I'm not quite ready to give up on stacking, but it is painstaking and has to be done with setup absolutely stable and subject stationary. Kinda like HDR, breathtaking when done well, hideous when not. I am playing with bringing a neutral backdrop into the field to eliminate the messy background; I also wonder if flash could be used to underexpose the background sufficiently to bring emphasis to the subject.
    Yes - I took this with the onboard flash of a Canon 30D - it wasn't even dark - twilight. Post No.22.

    The nice this about flash is that very small apertures can be used, even hand held.

    Stacked!

    Glenn

  12. #12

    Join Date
    Aug 2012
    Location
    Norfolk, UK
    Posts
    396
    Real Name
    Yes

    Re: Macro Focusing Rails

    I too bought one of the cheap ones described above as available from adorama - mine cost 15 second hand. It works ok, so long as camera mounted with centre of gravity not to far off. However mounting on a smallish ball and socket head is bound to create problems as these almost always move a little as the weight on the head moves, which of course it does with the focus rail.
    Manfrotto do a cheapish rail about 60 but it is slow to adjust and only in one direction. They also do sliding plates designed for video work, and these are about 30, which to adjust but not by a screw adjustment. These are also small to carry and not too heavy.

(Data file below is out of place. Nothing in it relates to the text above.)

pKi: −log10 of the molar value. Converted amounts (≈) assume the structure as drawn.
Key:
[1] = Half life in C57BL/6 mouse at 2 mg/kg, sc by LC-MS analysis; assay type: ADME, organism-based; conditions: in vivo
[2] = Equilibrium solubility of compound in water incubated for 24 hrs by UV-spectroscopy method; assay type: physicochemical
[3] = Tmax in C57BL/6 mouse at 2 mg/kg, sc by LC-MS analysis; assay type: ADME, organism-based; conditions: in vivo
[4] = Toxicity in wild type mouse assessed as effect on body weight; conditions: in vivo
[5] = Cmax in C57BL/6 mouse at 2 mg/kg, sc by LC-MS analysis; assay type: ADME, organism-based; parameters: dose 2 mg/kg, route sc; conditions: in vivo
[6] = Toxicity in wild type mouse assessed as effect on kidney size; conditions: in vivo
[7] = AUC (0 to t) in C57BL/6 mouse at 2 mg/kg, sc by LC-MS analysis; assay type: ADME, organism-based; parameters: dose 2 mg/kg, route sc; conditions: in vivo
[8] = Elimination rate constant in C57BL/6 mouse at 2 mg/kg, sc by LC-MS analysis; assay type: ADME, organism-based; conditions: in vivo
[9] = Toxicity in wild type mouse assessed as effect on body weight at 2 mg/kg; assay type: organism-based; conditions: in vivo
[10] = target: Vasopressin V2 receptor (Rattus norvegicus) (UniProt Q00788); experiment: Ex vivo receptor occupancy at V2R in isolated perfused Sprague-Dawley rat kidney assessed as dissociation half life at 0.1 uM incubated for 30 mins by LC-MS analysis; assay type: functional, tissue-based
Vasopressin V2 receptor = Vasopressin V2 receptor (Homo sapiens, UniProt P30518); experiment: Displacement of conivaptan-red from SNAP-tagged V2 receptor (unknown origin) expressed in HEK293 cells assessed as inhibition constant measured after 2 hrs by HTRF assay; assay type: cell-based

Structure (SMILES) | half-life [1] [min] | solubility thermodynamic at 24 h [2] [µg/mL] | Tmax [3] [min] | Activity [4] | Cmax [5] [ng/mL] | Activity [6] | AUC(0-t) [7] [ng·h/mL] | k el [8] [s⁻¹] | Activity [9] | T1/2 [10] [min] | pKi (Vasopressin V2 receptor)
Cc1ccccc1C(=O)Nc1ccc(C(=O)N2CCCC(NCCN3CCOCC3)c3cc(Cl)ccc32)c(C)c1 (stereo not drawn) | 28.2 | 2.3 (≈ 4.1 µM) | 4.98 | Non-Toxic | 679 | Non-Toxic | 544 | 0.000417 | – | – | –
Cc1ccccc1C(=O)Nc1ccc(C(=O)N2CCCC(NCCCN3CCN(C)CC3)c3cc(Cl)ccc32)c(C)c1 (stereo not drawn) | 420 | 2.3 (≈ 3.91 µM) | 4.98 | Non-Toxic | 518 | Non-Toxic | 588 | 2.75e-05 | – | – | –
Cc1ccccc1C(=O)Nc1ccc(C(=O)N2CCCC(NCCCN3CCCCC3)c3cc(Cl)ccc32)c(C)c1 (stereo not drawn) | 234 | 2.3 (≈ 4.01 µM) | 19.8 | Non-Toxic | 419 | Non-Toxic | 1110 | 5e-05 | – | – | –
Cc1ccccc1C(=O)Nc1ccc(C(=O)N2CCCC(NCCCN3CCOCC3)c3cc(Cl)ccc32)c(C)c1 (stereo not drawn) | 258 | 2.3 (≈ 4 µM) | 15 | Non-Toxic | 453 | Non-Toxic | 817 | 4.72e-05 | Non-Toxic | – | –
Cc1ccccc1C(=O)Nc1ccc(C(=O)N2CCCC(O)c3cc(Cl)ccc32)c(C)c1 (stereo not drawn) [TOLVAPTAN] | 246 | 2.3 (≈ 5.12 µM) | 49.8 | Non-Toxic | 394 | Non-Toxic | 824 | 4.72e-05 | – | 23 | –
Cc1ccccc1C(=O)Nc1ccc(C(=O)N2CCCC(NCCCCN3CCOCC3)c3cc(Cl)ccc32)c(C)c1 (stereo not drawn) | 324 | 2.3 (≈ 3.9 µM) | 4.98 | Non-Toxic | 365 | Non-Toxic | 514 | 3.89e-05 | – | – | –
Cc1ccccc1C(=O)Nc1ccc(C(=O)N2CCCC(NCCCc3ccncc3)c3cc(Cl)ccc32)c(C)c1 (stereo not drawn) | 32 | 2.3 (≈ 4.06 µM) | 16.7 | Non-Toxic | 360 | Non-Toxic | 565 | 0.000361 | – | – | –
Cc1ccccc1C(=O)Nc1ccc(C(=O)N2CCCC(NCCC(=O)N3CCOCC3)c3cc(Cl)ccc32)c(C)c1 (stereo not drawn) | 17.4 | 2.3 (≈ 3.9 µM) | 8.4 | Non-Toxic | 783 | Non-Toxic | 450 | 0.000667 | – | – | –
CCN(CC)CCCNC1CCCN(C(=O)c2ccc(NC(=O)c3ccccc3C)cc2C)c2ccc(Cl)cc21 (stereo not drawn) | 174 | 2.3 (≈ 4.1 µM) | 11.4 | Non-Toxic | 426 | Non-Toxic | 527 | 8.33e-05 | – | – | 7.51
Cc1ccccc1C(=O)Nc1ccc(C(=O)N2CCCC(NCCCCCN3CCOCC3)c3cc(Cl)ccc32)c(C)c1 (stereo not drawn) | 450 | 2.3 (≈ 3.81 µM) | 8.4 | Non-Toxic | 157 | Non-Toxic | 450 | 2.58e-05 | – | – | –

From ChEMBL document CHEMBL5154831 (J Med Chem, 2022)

13. #13
    rpcrowe's Avatar
    Join Date
    Jul 2008
    Location
    Southern California, USA
    Posts
    12,436
    Real Name
    Richard

    Re: Macro Focusing Rails

    Sometimes, you can get a better product at a reasonable price by purchasing a well made item used; rather than purchasing a less well made item new. I bought a Minolta focusing rail and paid fifty U.S. Dollars for it from eBay several years ago. It is a uni-directional unit but, it is built like a tank and has a trio of rails to support the camera/lens without a bit of flexing. Additionally, adding to the stability of my setup, I use a Tamron 90mm f/2.8 AF SP Macro lens which is comparably light in weight...

    Macro Focusing Rails

    I think though, looking at the prices of used Minolta rails on eBay these days, that I got a very good deal on my Minolta rail.

  14. #14

    Join Date
    Dec 2008
    Location
    New Zealand
    Posts
    17,662
    Real Name
    Have a guess :)

    Re: Macro Focusing Rails

    Not my area, but a colleague bought one of these and I was pleasantly surprised (which I don't often experience with Velbon equipment!).

  15. #15
    Dr Bob's Avatar
    Join Date
    Nov 2011
    Location
    Pacific Northwest
    Posts
    97
    Real Name
    Bob

    Re: Macro Focusing Rails

    The discussion on stacking is interesting as this is something I have not done. However at this point, I am considering focus rails to minimize moving the tripod to get focus on a macro shot. When shooting flowers, plants, etc I often don't have sufficient room to move the tripod in close quarters. I am considering rails to minimize this. Also, I will be using these rails on some hikes so weight is a consideration.

    As mentioned here, I am looking at the Manfrotto and Velbon rails. What others have others used that they like?